LONDON: All husbands have their shortcomings. One of mine — not the worst, but a hard one to conceal — is Christmas. I am bad at it.
This takes many forms, from failures of adequate preparation to insufficient merriness on the day itself. Most pronounced of these is my inability, in 15 years of what has otherwise been an unusually happy marriage, to once get my wife a really good holiday gift.
I accept that the easiest explanation for this sustained pattern of yuletide error would be that I am too selfish to bother. But I prefer to blame my whopping case of seasonal affective disorder.
You say Christmas; I say darkest day of the year in the northern hemisphere. I celebrate the season by sitting under a sun lamp, popping pills, and reminding myself that the apocalyptic thoughts are likely to fade by April. Pass the eggnog.
One holiday season — this may have been before we were married — I was quite pleased with myself for picking out a silver Tiffany’s charm bracelet.
Classy! It was only when Wylie opened the gift that it became painfully obvious to me (and, needless to say, to her and her assembled family) that it was catastrophically wrong. I had committed the classic gift-giving error: Buying something for yourself.
Not that I fancy a charm bracelet. But I am the kind of hopeless square who might enjoy a gift from Tiffany’s (a nice cocktail mixer, say? Not that I’m suggesting anything).
My wife, on the other hand, is cool. She is not coming within a mile of Tiffany’s. The fact that I even walked into the place shows how mentally depleted the short winter days had left me. She was very sweet and thankful, and returned the bracelet immediately.
A COOL WIFE CREATES A LOGISTICAL PROBLEM
Having a cool wife, with a developed sense of personal style, creates a logistical problem. Once she has bought something for herself, I can instantly recognise it as a correct extension of her personality.
She can work magic in a TK Maxx. But I cannot pick something off the shelf with any confidence that it will cohere in the same way. That, in a way, is a litmus test for having a personal style worthy of the name: When others shop for you, they fail.
Try a bookstore, you say? Please. Literary taste is like taste in clothes, except more personal and harder to understand from the outside. So if you really want to show your spouse how little you understand them, by all means, find a book you think they will love, and give it to them.
In the early 2000s I hit, briefly, on something approximating a solution: The jewellery counter at the New York outpost of Japanese department store Takashimaya. It sold earrings that I could afford and which broadly approximated Wylie’s style. This did not prove sustainable, for two reasons. At some point one has enough earrings, and Takashimaya closed. It was a pretty good run, though.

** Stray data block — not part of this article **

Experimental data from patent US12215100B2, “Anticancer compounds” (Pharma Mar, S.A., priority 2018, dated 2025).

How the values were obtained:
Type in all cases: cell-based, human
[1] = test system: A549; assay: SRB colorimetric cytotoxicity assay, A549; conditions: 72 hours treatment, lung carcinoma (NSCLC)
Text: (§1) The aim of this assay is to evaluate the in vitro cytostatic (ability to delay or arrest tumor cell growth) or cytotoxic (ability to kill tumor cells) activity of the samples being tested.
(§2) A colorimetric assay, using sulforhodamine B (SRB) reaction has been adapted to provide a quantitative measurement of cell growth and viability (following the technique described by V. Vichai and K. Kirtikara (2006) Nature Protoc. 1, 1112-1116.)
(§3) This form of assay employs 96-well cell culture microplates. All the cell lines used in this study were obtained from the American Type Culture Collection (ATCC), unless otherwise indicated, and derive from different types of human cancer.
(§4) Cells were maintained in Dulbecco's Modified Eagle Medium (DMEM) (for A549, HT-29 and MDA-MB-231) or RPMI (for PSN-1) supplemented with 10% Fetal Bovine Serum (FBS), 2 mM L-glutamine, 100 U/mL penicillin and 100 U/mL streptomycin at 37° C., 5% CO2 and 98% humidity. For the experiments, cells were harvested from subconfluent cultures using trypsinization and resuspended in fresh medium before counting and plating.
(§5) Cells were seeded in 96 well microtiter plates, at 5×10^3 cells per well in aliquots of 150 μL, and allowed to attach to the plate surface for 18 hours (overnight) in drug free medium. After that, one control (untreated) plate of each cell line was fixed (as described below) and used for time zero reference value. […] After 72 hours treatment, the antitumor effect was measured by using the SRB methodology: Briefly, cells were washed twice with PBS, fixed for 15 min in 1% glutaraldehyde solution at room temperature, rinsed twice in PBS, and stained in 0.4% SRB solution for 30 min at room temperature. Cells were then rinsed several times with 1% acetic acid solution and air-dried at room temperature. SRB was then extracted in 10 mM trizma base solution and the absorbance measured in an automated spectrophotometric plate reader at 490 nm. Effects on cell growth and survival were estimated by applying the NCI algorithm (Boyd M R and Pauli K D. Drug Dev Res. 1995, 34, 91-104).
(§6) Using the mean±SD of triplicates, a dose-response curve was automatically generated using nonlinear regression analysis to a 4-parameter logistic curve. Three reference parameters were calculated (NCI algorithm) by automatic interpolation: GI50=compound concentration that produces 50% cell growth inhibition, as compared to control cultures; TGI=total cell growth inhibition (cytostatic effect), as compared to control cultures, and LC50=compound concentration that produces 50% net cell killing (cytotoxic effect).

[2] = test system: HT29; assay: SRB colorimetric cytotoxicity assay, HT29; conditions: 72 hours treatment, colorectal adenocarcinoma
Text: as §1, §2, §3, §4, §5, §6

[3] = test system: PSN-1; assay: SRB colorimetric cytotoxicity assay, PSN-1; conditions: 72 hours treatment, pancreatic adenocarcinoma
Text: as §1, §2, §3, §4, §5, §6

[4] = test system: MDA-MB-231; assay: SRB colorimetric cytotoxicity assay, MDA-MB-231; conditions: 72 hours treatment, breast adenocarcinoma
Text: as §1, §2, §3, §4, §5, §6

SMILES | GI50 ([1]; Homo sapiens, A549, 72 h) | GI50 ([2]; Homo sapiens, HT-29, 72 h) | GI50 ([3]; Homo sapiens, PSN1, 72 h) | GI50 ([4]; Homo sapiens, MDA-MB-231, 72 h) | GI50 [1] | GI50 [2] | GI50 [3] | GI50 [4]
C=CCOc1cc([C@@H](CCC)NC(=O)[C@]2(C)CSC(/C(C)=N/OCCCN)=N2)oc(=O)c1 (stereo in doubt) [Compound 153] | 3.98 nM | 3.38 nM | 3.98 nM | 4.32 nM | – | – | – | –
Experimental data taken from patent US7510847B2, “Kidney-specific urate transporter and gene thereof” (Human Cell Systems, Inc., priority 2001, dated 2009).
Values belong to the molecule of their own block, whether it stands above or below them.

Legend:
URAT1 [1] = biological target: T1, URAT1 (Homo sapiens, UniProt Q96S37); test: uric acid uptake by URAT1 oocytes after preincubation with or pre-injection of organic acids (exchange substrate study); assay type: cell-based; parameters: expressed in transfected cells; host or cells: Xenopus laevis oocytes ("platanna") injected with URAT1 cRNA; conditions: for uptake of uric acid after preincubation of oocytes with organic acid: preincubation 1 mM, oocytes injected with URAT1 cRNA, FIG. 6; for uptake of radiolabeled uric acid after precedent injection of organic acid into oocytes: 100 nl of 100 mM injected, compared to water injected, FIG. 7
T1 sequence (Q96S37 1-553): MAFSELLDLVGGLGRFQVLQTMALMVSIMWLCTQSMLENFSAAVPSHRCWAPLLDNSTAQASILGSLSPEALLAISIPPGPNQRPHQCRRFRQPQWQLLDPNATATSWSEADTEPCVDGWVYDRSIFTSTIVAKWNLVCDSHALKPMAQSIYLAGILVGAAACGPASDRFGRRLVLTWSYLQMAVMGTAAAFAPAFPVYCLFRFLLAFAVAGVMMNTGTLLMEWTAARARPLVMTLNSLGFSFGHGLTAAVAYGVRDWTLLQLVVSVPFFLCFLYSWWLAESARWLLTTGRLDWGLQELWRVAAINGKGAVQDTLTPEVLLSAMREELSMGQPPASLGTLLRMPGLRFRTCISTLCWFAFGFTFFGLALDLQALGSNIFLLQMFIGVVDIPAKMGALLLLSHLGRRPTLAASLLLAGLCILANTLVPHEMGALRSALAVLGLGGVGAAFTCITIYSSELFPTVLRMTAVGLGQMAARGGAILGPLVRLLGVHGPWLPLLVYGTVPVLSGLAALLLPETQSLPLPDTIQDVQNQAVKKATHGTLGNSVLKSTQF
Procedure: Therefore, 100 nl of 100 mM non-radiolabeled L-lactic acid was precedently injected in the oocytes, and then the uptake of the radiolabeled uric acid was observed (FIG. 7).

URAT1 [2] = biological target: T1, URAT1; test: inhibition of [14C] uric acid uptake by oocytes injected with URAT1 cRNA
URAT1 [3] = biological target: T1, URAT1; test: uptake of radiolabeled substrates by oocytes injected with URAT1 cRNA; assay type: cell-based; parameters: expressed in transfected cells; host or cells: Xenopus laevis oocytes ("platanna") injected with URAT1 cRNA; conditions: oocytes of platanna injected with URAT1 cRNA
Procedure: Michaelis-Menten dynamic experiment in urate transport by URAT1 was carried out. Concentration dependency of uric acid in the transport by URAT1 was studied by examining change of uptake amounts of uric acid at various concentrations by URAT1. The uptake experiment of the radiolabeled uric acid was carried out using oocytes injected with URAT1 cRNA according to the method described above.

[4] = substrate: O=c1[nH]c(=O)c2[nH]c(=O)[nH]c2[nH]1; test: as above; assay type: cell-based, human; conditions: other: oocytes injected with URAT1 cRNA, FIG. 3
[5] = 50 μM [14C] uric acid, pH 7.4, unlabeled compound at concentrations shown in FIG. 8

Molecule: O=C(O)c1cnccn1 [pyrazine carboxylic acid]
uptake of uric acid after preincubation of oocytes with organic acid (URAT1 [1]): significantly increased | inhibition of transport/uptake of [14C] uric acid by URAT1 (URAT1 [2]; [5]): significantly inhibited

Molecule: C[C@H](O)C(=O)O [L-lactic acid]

A few years later, children appeared, further reducing occasions for wearing a nice pair of dangly earrings and raising the general level of Christmas difficulty dramatically.
After a few years living in London, I became one of those useless dads who goes into Fortnum & Mason before work on the morning of the 22nd or so — doors open at 8:30am, fellow reprobates! — to try to do the whole thing at once.
What I have learnt from these desperate expeditions: Everyone likes a Christmas pudding; tea is acceptable to most people; no one wants your stupid tin of fancy cookies; and Fortnum’s has nothing for your wife.
WHY I'M BUYING GIFTS REGARDLESS
Having fumbled along in this way, my wife and I have settled on the transactional approach that now seems to predominate between couples: She tells me what she wants, I buy it online, wrap it, and put it under the tree.
She does the same for me, but given that what I want is almost always either calorific or alcoholic, it goes in the refrigerator instead. An efficient arrangement, but one rather lacking in holiday magic.
I have, in sum, exchanged a romantic form of failure for a mechanical kind of success. But I am beginning to think this may have been a mistake.
Christmas is, after all, a holiday for children, and adults who wish to feel like children again. If we are just going to exchange Amazon orders, why bother?
This year, then, I will venture out and find something that speaks to who my wife is, and why I love her so. She is going to absolutely hate it.
Robert Armstrong is the FT’s US finance editor.
© 2018 The Financial Times Ltd.